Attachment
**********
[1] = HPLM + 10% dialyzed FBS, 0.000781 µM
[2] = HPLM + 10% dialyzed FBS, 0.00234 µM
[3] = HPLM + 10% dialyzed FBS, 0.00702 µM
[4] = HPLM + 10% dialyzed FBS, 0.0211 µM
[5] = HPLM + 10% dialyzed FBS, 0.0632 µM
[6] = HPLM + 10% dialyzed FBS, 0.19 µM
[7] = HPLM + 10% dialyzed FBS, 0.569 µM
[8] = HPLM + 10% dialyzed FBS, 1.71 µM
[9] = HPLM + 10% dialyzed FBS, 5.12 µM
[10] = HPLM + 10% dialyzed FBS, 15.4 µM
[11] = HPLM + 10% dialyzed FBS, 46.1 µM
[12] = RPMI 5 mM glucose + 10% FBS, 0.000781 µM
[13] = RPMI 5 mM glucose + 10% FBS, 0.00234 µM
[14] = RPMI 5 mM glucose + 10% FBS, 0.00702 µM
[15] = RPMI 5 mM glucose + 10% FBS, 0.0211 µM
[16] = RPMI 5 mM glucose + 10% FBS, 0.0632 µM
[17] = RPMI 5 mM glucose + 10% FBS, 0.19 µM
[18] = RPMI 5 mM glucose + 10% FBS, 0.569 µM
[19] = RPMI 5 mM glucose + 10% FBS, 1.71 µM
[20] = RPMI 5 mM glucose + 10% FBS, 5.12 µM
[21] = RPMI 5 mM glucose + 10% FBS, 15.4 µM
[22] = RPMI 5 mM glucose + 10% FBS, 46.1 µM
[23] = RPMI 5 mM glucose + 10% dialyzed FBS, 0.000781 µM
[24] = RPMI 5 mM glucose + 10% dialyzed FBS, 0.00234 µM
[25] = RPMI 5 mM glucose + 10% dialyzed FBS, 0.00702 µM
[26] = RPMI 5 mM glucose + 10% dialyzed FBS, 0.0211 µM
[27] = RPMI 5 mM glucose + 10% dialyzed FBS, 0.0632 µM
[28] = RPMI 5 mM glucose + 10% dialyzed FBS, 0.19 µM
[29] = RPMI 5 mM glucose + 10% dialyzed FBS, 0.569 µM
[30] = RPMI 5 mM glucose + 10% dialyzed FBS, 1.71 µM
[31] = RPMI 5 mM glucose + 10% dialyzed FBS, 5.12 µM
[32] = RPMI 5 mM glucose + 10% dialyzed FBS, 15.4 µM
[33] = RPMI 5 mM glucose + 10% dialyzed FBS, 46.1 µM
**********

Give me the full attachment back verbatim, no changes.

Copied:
[1] = HPLM + 10% dialyzed FBS, 0.000781 µM
[2] = HPLM + 10% dialyzed FBS, 0.00234 µM
[3] = HPLM + 10% dialyzed FBS, 0.00702 µM
[4] = HPLM + 10% dialyzed FBS, 0.0211 µM
[5] = HPLM + 10% dialyzed FBS, 0.0632 µM
[6] = HPLM + 10% dialyzed FBS, 0.19 µM
[7] = HPLM + 10% dialyzed FBS, 0.569 µM
[8] = HPLM + 10% dialyzed FBS, 1.71 µM
[9] = HPLM + 10% dialyzed FBS, 5.12 µM
[10] = HPLM + 10% dialyzed FBS, 15.4 µM
[11] = HPLM + 10% dialyzed FBS, 46.1 µM
[12] = RPMI 5 mM glucose + 10% FBS, 0.000781 µM
[13] = RPMI 5 mM glucose + 10% FBS, 0.00234 µM
[14] = RPMI 5 mM glucose + 10% FBS, 0.00702 µM
[15] = RPMI 5 mM glucose + 10% FBS, 0.0211 µM
[16] = RPMI 5 mM glucose + 10% FBS, 0.0632 µM
[17] = RPMI 5 mM glucose + 10% FBS, 0.19 µM
[18] = RPMI 5 mM glucose + 10% FBS, 0.569 µM
[19] = RPMI 5 mM glucose + 10% FBS, 1.71 µM
[20] = RPMI 5 mM glucose + 10% FBS, 5.12 µM
[21] = RPMI 5 mM glucose + 10% FBS, 15.4 µM
[22] = RPMI 5 mM glucose + 10% FBS, 46.1 µM
[23] = RPMI 5 mM glucose + 10% dialyzed FBS, 0.000781 µM
[24] = RPMI 5 mM glucose + 10% dialyzed FBS, 0.00234 µM
[25] = RPMI 5 mM glucose + 10% dialyzed FBS, 0.00702 µM
[26] = RPMI 5 mM glucose + 10% dialyzed FBS, 0.0211 µM
[27] = RPMI 5 mM glucose + 10% dialyzed FBS, 0.0632 µM
[28] = RPMI 5 mM glucose + 10% dialyzed FBS, 0.19 µM
[29] = RPMI 5 mM glucose + 10% dialyzed FBS, 0.569 µM
[30] = RPMI 5 mM glucose + 10% dialyzed FBS, 1.71 µM
[31] = RPMI 5 mM glucose + 10% dialyzed FBS, 5.12 µM
[32] = RPMI 5 mM glucose + 10% dialyzed FBS, 15.4 µM
[33] = RPMI 5 mM glucose + 10% dialyzed FBS, 46.1 µM